Redbud Project Georgia Native Plant Society meeting
When: 6:30 p.m. gather and 7 p.m. program April 11
Where: First Presbyterian Church, 800 S. Enota Drive NE, Gainesville
More info: firstname.lastname@example.org
Insects can damage plants but a hole in a leaf of your favorite one does not need to be the death sentence for the bug.
Of the one million known insect species, only 1 percent to 3 percent are considered pests. The remaining insects prey on pests to regulate the pest population.
University of North Georgia Gainesville entomologist Dr. Evan Lampert understands this intimately and appreciates insects’ benefit to human beings. He plans to share his perspective and research into the life of insects during the meeting of the Redbud Project Georgia Native Plant Society Tuesday, April 11, at First Presbyterian Church in Gainesville. The free event will begin with a gathering at 6:30 p.m. followed by the program at 7 p.m. in Swetenberg Hall in the church at 800 S. Enota Drive NE in Gainesville.
The title of Lampert’s program is “Bug your pardon? How insects depend on native plants to thrive in Georgia.”
As Lampert will attest, good insects are most effective as pest controllers with no need for insecticide spray.
One example is his research on the catalpa sphinx caterpillar, a defoliator of native catalpa trees. These caterpillars can defoliate ornamental trees two or more times in a single year.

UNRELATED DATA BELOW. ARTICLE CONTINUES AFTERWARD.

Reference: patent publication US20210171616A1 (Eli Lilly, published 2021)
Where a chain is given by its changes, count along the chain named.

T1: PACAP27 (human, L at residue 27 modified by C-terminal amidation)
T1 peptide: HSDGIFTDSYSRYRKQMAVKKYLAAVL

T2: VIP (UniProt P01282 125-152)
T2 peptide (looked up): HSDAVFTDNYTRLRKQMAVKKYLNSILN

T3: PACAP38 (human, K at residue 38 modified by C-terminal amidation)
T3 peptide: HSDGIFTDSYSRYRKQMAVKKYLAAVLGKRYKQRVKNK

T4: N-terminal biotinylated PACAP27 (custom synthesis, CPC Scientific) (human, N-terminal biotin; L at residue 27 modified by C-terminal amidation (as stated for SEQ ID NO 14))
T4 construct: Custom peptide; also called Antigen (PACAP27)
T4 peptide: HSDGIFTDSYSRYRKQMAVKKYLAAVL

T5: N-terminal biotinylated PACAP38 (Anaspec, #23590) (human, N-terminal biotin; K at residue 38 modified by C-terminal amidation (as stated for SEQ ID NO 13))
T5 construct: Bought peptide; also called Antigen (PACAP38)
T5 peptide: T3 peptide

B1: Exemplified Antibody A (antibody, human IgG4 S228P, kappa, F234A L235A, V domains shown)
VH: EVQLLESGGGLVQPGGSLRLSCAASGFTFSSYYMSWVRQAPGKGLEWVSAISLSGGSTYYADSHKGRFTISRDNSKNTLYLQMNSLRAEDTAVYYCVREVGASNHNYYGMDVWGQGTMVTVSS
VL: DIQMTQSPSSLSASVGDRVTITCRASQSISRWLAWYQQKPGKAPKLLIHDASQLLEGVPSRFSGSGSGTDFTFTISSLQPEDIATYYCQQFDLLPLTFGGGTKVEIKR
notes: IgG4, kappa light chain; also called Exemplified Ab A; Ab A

The parasitic wasp works hard to control the pest caterpillar. The adult female injects its eggs into the caterpillars. The eggs hatch into grub-like larvae that feed on tissue of the caterpillar hosts. When they finish eating, they chew small holes in the caterpillar’s skin and squeeze through to spin cocoons on the outside of the still-living caterpillar.
The caterpillar stops eating leaves while the wasps stay on its exoskeleton until they mature and fly away. A day or two later, the caterpillar dies.
Through this process, insects play the important role in the cycle of life by balancing the natural environment.
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